The symbol has an unmistakable military significance and can thus be regarded as the symbol of the Jewish armed forces. This is thought to be so by various authors on the subject, although the opinion prevails that the symbol has a magical and cosmological meaning. The martial meaning does not exclude a magical meaning, nor the use that was later made of the symbol in various circumstances. Thus, the observation that the hexagram is a monogram of the name of David and is to be regarded as a symbol of war complements rather than contradicts the current theories about the "shield of David." As a result, neither a six-pointed star nor the pentagram can be seen as graphical variants of the hexagram. On the contrary, it concerns the images of the stars as celestial bodies in the same relationship to the sun as the provinces to the empire. [7] )Six-leaved flowers therefore do not qualify as variants of the Star of David. In the days of the diaspora there could of course not be a Jewish army, but there could be Jewish armed groups. For that reason, the symbol is usually applied to movable objects and there are no versions of it in which it is carried by angels. [8]) ) The symbol could be used by all those who accepted the Old Testament as a religious authority. It can therefore be found both as a symbol in the Jewish armed forces [9] ) and of the Christian and Islamic armed forces. Generally, however, Christianity after Constantine the Great favored the Christ monogram XP and Islam preferred the Sword of Islam, both of which have a similar meaning. This gave the hexagram, certainly in later times, a more exclusively Jewish character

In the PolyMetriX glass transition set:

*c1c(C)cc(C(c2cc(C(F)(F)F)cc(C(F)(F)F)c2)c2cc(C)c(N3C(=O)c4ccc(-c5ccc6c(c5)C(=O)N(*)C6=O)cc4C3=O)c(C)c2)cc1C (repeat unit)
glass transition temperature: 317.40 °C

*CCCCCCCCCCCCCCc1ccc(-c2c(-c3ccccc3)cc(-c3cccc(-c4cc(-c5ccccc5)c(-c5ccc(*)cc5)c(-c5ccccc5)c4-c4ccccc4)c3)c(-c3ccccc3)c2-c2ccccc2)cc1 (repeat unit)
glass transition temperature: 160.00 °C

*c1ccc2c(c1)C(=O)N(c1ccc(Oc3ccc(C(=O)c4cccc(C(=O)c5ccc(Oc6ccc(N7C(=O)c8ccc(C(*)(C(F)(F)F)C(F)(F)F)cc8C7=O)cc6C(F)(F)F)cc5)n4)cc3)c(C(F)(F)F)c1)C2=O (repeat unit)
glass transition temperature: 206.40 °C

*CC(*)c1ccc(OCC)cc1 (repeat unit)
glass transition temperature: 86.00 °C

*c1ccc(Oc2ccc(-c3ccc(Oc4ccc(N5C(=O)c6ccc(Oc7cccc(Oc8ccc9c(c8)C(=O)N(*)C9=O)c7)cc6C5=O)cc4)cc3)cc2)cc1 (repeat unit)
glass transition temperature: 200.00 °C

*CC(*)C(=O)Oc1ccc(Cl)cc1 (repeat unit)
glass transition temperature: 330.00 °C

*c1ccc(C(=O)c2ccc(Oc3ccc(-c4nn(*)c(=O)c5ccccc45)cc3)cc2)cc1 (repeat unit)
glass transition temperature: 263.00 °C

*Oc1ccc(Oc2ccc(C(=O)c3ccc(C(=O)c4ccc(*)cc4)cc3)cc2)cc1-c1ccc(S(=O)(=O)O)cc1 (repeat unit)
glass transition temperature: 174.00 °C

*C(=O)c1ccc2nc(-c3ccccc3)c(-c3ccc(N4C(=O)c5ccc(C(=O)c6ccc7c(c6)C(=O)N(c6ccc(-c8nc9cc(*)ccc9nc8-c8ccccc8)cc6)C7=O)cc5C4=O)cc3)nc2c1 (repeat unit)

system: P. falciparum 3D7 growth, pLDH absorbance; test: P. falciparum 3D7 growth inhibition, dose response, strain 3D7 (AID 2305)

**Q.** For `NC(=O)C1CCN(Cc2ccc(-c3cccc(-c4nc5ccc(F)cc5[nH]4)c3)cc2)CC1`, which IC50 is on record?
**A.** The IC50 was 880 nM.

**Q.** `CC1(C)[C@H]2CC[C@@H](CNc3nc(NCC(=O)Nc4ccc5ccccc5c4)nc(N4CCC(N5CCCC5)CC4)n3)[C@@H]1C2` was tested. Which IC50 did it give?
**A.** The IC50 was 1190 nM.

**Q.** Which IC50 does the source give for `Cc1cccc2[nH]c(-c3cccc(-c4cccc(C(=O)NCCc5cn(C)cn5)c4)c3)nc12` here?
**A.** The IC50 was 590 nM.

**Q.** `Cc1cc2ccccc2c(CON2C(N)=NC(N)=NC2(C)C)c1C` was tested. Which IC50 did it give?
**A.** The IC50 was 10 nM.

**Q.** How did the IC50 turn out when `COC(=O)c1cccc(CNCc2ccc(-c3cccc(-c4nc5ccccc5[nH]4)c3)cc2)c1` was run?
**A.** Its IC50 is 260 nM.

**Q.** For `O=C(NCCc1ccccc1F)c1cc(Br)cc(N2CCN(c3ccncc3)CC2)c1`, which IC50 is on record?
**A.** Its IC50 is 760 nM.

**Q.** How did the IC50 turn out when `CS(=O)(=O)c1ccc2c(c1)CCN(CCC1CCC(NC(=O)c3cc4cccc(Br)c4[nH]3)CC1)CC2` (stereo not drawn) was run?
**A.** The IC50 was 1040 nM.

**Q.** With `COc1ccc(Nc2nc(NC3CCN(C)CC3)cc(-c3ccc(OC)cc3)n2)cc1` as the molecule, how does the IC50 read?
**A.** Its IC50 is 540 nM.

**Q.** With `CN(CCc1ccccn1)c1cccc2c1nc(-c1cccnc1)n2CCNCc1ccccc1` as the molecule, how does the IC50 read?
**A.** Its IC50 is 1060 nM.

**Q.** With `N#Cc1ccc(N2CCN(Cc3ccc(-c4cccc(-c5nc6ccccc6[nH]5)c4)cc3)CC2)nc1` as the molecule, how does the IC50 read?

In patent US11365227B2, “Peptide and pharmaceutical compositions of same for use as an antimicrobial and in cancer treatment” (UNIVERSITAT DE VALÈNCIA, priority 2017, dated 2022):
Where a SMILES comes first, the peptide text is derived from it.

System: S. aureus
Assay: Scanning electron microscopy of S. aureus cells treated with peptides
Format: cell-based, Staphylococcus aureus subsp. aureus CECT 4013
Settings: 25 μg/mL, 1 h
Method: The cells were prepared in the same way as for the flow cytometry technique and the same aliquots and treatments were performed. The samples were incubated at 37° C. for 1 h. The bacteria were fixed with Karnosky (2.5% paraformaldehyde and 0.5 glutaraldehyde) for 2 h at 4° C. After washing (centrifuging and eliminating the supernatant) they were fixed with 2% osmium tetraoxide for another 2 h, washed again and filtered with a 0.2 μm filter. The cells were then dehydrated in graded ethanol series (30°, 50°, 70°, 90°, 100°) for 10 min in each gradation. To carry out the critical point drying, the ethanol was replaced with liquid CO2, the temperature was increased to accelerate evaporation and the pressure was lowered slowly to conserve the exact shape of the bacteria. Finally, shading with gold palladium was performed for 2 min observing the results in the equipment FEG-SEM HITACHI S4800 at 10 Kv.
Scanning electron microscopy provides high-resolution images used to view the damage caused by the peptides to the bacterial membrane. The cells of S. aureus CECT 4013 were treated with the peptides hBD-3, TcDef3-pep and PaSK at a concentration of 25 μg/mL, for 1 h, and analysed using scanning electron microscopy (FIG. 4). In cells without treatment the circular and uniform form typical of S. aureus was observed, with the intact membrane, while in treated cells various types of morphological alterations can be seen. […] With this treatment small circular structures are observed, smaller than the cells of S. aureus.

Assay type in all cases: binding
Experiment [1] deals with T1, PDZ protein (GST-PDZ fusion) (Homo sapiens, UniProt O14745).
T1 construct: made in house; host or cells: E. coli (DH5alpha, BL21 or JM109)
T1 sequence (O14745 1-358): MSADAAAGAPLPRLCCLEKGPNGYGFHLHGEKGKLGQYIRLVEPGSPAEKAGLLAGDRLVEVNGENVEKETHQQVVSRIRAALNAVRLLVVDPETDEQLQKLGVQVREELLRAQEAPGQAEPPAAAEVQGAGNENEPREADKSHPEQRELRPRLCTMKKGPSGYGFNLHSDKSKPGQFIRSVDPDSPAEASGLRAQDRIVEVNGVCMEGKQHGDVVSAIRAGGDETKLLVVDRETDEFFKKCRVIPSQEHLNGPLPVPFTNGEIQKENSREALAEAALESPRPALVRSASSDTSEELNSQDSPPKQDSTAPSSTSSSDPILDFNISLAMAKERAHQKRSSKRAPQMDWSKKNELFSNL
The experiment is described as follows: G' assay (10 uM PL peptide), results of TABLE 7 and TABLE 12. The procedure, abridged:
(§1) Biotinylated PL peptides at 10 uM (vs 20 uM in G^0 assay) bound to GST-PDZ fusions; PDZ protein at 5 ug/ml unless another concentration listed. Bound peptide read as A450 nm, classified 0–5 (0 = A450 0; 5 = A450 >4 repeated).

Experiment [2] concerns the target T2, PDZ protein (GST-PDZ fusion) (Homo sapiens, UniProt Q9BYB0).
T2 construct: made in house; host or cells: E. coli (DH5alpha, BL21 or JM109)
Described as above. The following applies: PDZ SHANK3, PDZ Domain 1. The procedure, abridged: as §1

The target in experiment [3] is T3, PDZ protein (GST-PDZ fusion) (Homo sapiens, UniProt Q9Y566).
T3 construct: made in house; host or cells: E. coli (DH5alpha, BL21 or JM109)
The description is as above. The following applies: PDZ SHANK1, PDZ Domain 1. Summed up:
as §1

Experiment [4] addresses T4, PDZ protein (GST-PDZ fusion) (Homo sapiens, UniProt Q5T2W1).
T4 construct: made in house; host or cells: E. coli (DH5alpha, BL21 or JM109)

The Menorah

While the cross moline can be interpreted as an administrative symbol and the Star of David as a martial symbol, the menorah or seven-lamp stand can also be seen as a religious symbol. As early as the 2nd millennium BC. spheres appear as symbols for stars. [10])  They are then arranged around another, larger sphere, which presumably represents the moon. In the Babylonian and Assyrian worlds, a group of seven stars (the Pleiades) was used as a symbol, perhaps for the “Seven Princes” who could be vassals or viceroys of Assyria. These “Seven Princes” are depicted on a rock relief in Maltai from the time of Senacherib (704-681) [11]) but also on a relief in the royal palace in Niniveh. [12]) ) from the time of Ashurbanipal (668-627). At that time (from 722 B.C.) Israel belonged to the Assyrian Empire. The reasoning then is that the candles symbolize the Pleiades and the seven viceroys, perhaps autonomous princes, of Assyria and that the menorah is thus the symbol of the "Seven Princes." Seen in this way, the menorah is a national symbol. [13])